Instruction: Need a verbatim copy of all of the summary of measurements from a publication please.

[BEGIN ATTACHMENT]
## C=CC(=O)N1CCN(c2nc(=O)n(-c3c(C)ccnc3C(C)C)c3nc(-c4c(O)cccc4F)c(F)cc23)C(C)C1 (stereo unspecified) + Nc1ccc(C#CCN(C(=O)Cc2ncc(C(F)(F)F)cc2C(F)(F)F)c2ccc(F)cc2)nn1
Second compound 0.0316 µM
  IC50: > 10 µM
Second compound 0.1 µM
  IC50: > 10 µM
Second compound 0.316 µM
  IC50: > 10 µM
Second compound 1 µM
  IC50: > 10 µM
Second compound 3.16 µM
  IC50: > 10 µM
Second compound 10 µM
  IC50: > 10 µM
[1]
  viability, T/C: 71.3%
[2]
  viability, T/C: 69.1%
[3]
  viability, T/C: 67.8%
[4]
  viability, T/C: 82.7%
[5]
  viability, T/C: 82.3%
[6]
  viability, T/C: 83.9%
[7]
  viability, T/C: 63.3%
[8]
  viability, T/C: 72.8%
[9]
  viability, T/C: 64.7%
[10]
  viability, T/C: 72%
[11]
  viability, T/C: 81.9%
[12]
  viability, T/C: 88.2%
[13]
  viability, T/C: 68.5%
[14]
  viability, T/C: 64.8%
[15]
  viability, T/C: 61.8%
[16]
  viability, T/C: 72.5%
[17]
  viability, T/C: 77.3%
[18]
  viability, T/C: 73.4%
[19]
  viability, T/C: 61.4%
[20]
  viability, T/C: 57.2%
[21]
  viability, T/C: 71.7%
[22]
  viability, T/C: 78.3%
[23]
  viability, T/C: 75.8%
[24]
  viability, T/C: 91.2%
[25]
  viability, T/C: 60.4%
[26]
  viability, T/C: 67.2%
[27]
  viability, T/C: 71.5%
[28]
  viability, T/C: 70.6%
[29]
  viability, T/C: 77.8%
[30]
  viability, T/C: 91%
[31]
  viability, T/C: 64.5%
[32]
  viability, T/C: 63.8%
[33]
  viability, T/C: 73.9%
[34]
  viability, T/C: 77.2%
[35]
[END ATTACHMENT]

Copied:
## C=CC(=O)N1CCN(c2nc(=O)n(-c3c(C)ccnc3C(C)C)c3nc(-c4c(O)cccc4F)c(F)cc23)C(C)C1 (stereo unspecified) + Nc1ccc(C#CCN(C(=O)Cc2ncc(C(F)(F)F)cc2C(F)(F)F)c2ccc(F)cc2)nn1
Second compound 0.0316 µM
  IC50: > 10 µM
Second compound 0.1 µM
  IC50: > 10 µM
Second compound 0.316 µM
  IC50: > 10 µM
Second compound 1 µM
  IC50: > 10 µM
Second compound 3.16 µM
  IC50: > 10 µM
Second compound 10 µM
  IC50: > 10 µM
[1]
  viability, T/C: 71.3%
[2]
  viability, T/C: 69.1%
[3]
  viability, T/C: 67.8%
[4]
  viability, T/C: 82.7%
[5]
  viability, T/C: 82.3%
[6]
  viability, T/C: 83.9%
[7]
  viability, T/C: 63.3%
[8]
  viability, T/C: 72.8%
[9]
  viability, T/C: 64.7%
[10]
  viability, T/C: 72%
[11]
  viability, T/C: 81.9%
[12]
  viability, T/C: 88.2%
[13]
  viability, T/C: 68.5%
[14]
  viability, T/C: 64.8%
[15]
  viability, T/C: 61.8%
[16]
  viability, T/C: 72.5%
[17]
  viability, T/C: 77.3%
[18]
  viability, T/C: 73.4%
[19]
  viability, T/C: 61.4%
[20]
  viability, T/C: 57.2%
[21]
  viability, T/C: 71.7%
[22]
  viability, T/C: 78.3%
[23]
  viability, T/C: 75.8%
[24]
  viability, T/C: 91.2%
[25]
  viability, T/C: 60.4%
[26]
  viability, T/C: 67.2%
[27]
  viability, T/C: 71.5%
[28]
  viability, T/C: 70.6%
[29]
  viability, T/C: 77.8%
[30]
  viability, T/C: 91%
[31]
  viability, T/C: 64.5%
[32]
  viability, T/C: 63.8%
[33]
  viability, T/C: 73.9%
[34]
  viability, T/C: 77.2%
[35]